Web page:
George
is 73 Falcon patched atari games enough ? ^^

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Postby PaulB » Thu Jul 14, 2005 9:00 pm

A few things I've found with programming on Atari is that you need documentation on gemdos, bios, xbios, vdi, aes, a-line etc. Plus you need a book on programming in the specific language you're trying to learn. Otherwise you'll just be staring at a program screen wondering what to type. Some good books on gemdos and so on is the Abacus series of books, even though they do contain a few errors here and there they are essential reference material. There's plenty of books on GFA out there. Some can even be downloaded from the web and can be found by searching on Google.

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Postby Nyh » Fri Jul 15, 2005 11:04 am

smiley smile wrote:I guess my initial reason for wanting to start to program is as an educational need, in which I can learn more about the computer, and why programmes do and act the way they do.

In that case I would recomend (Pure) C. Start with "The C Programming Language, Second Edition" by Brian W. Kernighan and Dennis M. Ritchie. It is THE text on the C programming language. Use the book to learn C and as soon as you think you learned enough you will use it the rest of you life as reference manual.

With the Pure debugger you can examine C code and the resulting assembly while stepping through it. You can easy replace functions written in C with optimised assembly functions (if you want to).

For game development either write you own routines (it isn't that hard if you understand how an Atari works) or you may use Godlib. If you are ready for game development and need some inspiration and an example send me a mail and I can send you the whole Heartland 2000 project. The whole games framework is in C and the time consuming parts are assembly (most functions were first written in C and later replaced by faster assembly functions).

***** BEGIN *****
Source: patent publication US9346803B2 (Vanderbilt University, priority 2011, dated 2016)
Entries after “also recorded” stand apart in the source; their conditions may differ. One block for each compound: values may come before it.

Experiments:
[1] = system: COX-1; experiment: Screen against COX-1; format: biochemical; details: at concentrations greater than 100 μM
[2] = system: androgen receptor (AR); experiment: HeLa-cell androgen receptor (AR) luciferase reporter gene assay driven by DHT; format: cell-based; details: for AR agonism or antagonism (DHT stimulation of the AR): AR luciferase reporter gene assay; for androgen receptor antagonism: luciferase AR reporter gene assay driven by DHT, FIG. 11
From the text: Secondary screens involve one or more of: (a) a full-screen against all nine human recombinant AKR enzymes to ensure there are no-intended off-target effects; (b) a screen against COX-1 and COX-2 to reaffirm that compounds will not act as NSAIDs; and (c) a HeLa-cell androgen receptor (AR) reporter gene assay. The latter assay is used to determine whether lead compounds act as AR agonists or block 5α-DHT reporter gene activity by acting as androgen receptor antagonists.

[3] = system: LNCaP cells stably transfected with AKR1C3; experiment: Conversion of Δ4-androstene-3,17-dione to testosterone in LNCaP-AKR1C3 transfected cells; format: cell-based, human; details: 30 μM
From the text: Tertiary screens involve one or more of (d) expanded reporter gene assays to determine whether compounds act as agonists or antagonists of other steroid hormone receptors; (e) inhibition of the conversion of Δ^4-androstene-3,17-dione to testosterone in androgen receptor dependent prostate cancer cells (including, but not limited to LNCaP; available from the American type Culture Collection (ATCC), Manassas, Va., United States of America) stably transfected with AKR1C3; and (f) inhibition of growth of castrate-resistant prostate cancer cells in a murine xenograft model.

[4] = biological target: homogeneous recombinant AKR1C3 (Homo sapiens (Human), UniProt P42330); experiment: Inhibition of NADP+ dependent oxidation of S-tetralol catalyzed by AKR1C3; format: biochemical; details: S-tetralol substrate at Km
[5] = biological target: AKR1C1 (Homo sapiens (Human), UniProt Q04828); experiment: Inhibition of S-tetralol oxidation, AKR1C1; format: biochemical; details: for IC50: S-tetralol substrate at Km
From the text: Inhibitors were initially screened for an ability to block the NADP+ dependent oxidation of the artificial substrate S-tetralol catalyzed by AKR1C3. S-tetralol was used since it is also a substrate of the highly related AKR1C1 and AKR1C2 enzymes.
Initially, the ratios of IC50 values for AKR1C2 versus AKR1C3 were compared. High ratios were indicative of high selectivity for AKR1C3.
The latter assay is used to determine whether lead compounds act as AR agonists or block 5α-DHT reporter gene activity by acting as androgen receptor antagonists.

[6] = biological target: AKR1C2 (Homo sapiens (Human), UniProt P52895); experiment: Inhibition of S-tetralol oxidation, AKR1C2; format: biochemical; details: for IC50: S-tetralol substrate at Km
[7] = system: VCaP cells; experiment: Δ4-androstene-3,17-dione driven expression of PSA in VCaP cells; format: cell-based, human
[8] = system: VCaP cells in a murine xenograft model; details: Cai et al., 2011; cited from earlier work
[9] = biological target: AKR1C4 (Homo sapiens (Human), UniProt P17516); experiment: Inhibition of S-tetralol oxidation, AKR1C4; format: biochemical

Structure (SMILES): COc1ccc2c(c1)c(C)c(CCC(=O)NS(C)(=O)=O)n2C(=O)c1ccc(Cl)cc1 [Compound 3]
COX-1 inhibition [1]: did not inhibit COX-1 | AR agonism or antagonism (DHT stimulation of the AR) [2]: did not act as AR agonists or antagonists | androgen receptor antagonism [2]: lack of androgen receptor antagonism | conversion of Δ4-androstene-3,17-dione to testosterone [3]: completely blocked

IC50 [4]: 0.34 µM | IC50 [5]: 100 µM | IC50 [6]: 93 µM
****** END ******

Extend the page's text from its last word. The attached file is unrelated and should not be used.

Hans Wessels

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Postby gwEm » Fri Jul 15, 2005 12:33 pm

everyone recommending their favourite langauge ;))

and why indeed not ;)

68000 is a simple and beautiful thing IMHO, and you'll really understand how the machine works then... and by coincidece its also my favourite langauge too.

but pure c, gfa basic, assembler are the 3 best choices for programming on atari st for sure. there is no bad choice to make here.

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Postby smiley smile » Fri Jul 15, 2005 2:29 pm

Hmmm, learning C looks like the best way then, if it will encorporate assembler and help me to understand it as well. How easy is it to get hold of a copy of that C programming language second edition?

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Postby gwEm » Fri Jul 15, 2005 3:09 pm


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Postby smiley smile » Fri Jul 15, 2005 4:19 pm

Ahh ideal, cheers. Thanks to everyone else as well for their advice in this matter.